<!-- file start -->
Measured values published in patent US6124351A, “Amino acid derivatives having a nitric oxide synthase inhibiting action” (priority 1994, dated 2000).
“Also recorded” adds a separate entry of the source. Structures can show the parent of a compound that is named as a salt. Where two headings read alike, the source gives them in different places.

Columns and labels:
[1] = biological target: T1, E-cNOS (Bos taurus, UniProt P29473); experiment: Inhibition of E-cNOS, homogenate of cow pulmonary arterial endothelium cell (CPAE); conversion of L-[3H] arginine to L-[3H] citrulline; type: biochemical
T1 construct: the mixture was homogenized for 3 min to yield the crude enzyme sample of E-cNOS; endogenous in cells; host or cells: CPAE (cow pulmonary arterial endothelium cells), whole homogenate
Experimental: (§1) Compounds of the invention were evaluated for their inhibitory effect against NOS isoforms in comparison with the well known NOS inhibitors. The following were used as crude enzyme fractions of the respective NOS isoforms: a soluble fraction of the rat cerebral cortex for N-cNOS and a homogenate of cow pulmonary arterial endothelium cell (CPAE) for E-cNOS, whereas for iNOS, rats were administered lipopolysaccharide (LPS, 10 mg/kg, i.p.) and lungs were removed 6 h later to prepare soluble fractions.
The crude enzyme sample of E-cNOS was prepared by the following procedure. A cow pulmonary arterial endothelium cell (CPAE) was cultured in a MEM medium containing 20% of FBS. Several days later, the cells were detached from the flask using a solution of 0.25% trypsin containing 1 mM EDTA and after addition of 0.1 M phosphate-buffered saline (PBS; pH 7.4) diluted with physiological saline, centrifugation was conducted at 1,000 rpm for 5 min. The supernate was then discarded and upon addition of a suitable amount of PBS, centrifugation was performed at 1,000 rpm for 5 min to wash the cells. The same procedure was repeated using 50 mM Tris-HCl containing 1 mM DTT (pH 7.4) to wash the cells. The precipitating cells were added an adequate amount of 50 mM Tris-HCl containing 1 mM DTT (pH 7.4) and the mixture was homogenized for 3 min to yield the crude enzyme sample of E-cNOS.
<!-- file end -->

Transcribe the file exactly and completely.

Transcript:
Measured values published in patent US6124351A, “Amino acid derivatives having a nitric oxide synthase inhibiting action” (priority 1994, dated 2000).
“Also recorded” adds a separate entry of the source. Structures can show the parent of a compound that is named as a salt. Where two headings read alike, the source gives them in different places.

Columns and labels:
[1] = biological target: T1, E-cNOS (Bos taurus, UniProt P29473); experiment: Inhibition of E-cNOS, homogenate of cow pulmonary arterial endothelium cell (CPAE); conversion of L-[3H] arginine to L-[3H] citrulline; type: biochemical
T1 construct: the mixture was homogenized for 3 min to yield the crude enzyme sample of E-cNOS; endogenous in cells; host or cells: CPAE (cow pulmonary arterial endothelium cells), whole homogenate
Experimental: (§1) Compounds of the invention were evaluated for their inhibitory effect against NOS isoforms in comparison with the well known NOS inhibitors. The following were used as crude enzyme fractions of the respective NOS isoforms: a soluble fraction of the rat cerebral cortex for N-cNOS and a homogenate of cow pulmonary arterial endothelium cell (CPAE) for E-cNOS, whereas for iNOS, rats were administered lipopolysaccharide (LPS, 10 mg/kg, i.p.) and lungs were removed 6 h later to prepare soluble fractions.
The crude enzyme sample of E-cNOS was prepared by the following procedure. A cow pulmonary arterial endothelium cell (CPAE) was cultured in a MEM medium containing 20% of FBS. Several days later, the cells were detached from the flask using a solution of 0.25% trypsin containing 1 mM EDTA and after addition of 0.1 M phosphate-buffered saline (PBS; pH 7.4) diluted with physiological saline, centrifugation was conducted at 1,000 rpm for 5 min. The supernate was then discarded and upon addition of a suitable amount of PBS, centrifugation was performed at 1,000 rpm for 5 min to wash the cells. The same procedure was repeated using 50 mM Tris-HCl containing 1 mM DTT (pH 7.4) to wash the cells. The precipitating cells were added an adequate amount of 50 mM Tris-HCl containing 1 mM DTT (pH 7.4) and the mixture was homogenized for 3 min to yield the crude enzyme sample of E-cNOS.